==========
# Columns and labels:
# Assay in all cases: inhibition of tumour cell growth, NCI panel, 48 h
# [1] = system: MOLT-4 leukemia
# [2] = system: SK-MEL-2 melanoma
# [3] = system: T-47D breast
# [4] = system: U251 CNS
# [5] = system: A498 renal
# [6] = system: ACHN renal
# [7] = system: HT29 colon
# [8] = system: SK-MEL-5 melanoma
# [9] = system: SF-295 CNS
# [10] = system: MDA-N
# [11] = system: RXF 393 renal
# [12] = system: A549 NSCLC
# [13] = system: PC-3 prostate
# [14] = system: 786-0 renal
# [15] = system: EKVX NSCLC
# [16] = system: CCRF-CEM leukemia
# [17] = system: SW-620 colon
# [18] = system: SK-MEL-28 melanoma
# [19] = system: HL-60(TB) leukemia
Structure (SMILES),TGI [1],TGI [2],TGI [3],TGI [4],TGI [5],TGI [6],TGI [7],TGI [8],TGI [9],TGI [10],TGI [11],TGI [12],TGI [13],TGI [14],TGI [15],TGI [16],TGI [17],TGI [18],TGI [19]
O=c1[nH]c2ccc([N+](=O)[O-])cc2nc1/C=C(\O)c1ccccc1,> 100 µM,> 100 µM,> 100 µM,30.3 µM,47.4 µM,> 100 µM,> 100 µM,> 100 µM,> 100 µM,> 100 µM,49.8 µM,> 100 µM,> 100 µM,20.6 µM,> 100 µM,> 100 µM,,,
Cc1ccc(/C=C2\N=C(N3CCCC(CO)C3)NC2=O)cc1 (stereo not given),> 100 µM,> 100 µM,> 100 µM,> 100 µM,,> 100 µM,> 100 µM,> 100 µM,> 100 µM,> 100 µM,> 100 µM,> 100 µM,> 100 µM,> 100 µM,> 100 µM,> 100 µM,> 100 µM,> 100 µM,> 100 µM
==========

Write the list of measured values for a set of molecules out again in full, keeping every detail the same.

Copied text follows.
# Columns and labels:
# Assay in all cases: inhibition of tumour cell growth, NCI panel, 48 h
# [1] = system: MOLT-4 leukemia
# [2] = system: SK-MEL-2 melanoma
# [3] = system: T-47D breast
# [4] = system: U251 CNS
# [5] = system: A498 renal
# [6] = system: ACHN renal
# [7] = system: HT29 colon
# [8] = system: SK-MEL-5 melanoma
# [9] = system: SF-295 CNS
# [10] = system: MDA-N
# [11] = system: RXF 393 renal
# [12] = system: A549 NSCLC
# [13] = system: PC-3 prostate
# [14] = system: 786-0 renal
# [15] = system: EKVX NSCLC
# [16] = system: CCRF-CEM leukemia
# [17] = system: SW-620 colon
# [18] = system: SK-MEL-28 melanoma
# [19] = system: HL-60(TB) leukemia
Structure (SMILES),TGI [1],TGI [2],TGI [3],TGI [4],TGI [5],TGI [6],TGI [7],TGI [8],TGI [9],TGI [10],TGI [11],TGI [12],TGI [13],TGI [14],TGI [15],TGI [16],TGI [17],TGI [18],TGI [19]
O=c1[nH]c2ccc([N+](=O)[O-])cc2nc1/C=C(\O)c1ccccc1,> 100 µM,> 100 µM,> 100 µM,30.3 µM,47.4 µM,> 100 µM,> 100 µM,> 100 µM,> 100 µM,> 100 µM,49.8 µM,> 100 µM,> 100 µM,20.6 µM,> 100 µM,> 100 µM,,,
Cc1ccc(/C=C2\N=C(N3CCCC(CO)C3)NC2=O)cc1 (stereo not given),> 100 µM,> 100 µM,> 100 µM,> 100 µM,,> 100 µM,> 100 µM,> 100 µM,> 100 µM,> 100 µM,> 100 µM,> 100 µM,> 100 µM,> 100 µM,> 100 µM,> 100 µM,> 100 µM,> 100 µM,> 100 µM